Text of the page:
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Williamsburg Rentals Are Feeling The Brunt Of The Coming Subway Shutdown

The L train at the Bedford Avenue subway stop in Williamsburg, Brooklyn

As renters in Brooklyn consider where to sign a yearlong lease into 2019, they are beginning to decide against dealing with the shut-down L train.

Apartment inventory is up 25% and rents have fallen to three-year lows in Williamsburg, the neighborhood that will be most acutely affected by the 15-month shutdown set to begin in April, according to StreetEasy data reported by the New York Post. To make matters worse for Williamsburg commuters — and landlords trying to convince future tenants to sign leases — there will be 15 weekends starting with this one where service will be disrupted on the L train.

“The shutdown is eight months away, which means that anyone who has to renew a lease is thinking twice,” StreetEasy Senior Economist Grant Long told the Post.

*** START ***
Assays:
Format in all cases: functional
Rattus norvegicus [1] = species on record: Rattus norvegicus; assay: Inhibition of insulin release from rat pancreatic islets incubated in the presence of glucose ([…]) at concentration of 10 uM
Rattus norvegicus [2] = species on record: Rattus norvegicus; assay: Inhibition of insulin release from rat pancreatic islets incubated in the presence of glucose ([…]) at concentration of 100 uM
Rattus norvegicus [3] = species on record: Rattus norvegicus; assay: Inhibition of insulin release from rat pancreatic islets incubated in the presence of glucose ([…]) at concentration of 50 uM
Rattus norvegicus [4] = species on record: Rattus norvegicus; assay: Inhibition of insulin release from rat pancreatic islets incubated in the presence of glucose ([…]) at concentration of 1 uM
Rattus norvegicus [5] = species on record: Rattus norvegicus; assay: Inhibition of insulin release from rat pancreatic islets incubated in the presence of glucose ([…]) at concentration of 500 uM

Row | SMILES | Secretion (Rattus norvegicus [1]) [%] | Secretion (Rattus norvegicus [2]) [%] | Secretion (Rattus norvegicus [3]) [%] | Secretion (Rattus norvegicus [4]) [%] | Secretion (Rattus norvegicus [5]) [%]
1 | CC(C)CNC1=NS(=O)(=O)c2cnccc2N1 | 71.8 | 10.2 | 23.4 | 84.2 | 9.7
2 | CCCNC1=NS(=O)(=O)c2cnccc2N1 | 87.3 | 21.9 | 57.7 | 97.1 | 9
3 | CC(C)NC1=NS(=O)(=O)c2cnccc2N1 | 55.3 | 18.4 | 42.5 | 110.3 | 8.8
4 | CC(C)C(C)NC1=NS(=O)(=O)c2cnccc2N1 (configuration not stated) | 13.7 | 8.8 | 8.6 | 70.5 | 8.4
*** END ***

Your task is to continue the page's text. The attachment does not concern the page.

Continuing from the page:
The shutdown was announced in 2016, and Brooklyn property owners have been bracing for its impacts since. Owners of apartments along the J, M and Z subway lines have been anticipating demand moving south from Williamsburg into their buildings. To keep the competition at bay, Williamsburg property owners, like Douglaston Development, are planning on offering their residents free shuttles to the JMZ stops.

Shuttles alone won't help fill up the thousands of new and upcoming units. More than a quarter of apartments dropped their rents in June, according to StreetEasy, and nearly one in five are offering a month of free rent or more.